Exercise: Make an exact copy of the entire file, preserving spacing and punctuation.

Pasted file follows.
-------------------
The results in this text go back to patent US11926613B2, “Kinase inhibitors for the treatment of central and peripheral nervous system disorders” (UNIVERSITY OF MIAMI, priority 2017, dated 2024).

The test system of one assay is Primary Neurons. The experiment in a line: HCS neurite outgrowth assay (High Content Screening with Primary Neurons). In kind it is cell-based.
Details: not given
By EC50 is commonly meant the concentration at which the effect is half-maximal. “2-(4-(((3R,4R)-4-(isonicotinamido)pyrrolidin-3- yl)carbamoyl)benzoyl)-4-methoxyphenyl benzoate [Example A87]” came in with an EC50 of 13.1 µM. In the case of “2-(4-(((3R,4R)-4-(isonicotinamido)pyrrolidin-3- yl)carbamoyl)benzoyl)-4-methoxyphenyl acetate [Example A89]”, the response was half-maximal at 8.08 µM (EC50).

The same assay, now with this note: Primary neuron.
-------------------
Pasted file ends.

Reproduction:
The results in this text go back to patent US11926613B2, “Kinase inhibitors for the treatment of central and peripheral nervous system disorders” (UNIVERSITY OF MIAMI, priority 2017, dated 2024).

The test system of one assay is Primary Neurons. The experiment in a line: HCS neurite outgrowth assay (High Content Screening with Primary Neurons). In kind it is cell-based.
Details: not given
By EC50 is commonly meant the concentration at which the effect is half-maximal. “2-(4-(((3R,4R)-4-(isonicotinamido)pyrrolidin-3- yl)carbamoyl)benzoyl)-4-methoxyphenyl benzoate [Example A87]” came in with an EC50 of 13.1 µM. In the case of “2-(4-(((3R,4R)-4-(isonicotinamido)pyrrolidin-3- yl)carbamoyl)benzoyl)-4-methoxyphenyl acetate [Example A89]”, the response was half-maximal at 8.08 µM (EC50).

The same assay, now with this note: Primary neuron.